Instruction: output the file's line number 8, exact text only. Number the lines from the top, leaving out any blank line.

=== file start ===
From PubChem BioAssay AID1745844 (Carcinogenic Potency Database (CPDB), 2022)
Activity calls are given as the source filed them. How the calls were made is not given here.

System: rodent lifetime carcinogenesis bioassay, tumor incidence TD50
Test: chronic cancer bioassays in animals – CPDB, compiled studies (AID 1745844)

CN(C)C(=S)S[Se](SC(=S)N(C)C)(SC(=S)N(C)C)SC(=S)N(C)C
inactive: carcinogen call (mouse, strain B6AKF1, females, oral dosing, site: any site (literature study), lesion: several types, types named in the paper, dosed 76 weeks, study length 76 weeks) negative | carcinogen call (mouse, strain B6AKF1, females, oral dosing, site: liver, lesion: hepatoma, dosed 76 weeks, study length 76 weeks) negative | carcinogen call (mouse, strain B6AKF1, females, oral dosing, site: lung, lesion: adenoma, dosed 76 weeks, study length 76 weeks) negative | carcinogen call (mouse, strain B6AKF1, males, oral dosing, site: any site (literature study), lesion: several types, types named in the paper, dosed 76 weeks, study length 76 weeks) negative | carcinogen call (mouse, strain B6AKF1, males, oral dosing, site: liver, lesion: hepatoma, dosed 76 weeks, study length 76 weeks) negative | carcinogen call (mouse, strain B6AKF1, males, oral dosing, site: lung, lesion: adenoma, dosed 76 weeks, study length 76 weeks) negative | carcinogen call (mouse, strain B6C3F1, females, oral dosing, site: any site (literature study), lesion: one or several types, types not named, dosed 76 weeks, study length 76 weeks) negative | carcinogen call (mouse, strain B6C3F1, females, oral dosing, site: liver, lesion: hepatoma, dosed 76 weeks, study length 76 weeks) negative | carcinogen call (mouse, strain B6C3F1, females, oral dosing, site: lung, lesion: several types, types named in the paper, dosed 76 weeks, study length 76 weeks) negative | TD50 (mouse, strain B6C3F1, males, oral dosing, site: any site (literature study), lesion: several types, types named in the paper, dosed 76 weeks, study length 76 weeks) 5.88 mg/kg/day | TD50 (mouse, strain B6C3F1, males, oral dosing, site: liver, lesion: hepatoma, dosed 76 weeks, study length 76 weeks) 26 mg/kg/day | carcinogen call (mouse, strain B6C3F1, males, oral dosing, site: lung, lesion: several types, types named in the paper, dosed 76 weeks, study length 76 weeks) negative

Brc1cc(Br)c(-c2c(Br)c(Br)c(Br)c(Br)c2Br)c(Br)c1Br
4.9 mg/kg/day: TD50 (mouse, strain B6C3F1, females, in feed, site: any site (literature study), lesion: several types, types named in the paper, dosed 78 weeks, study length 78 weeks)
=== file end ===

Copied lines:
4.9 mg/kg/day: TD50 (mouse, strain B6C3F1, females, in feed, site: any site (literature study), lesion: several types, types named in the paper, dosed 78 weeks, study length 78 weeks)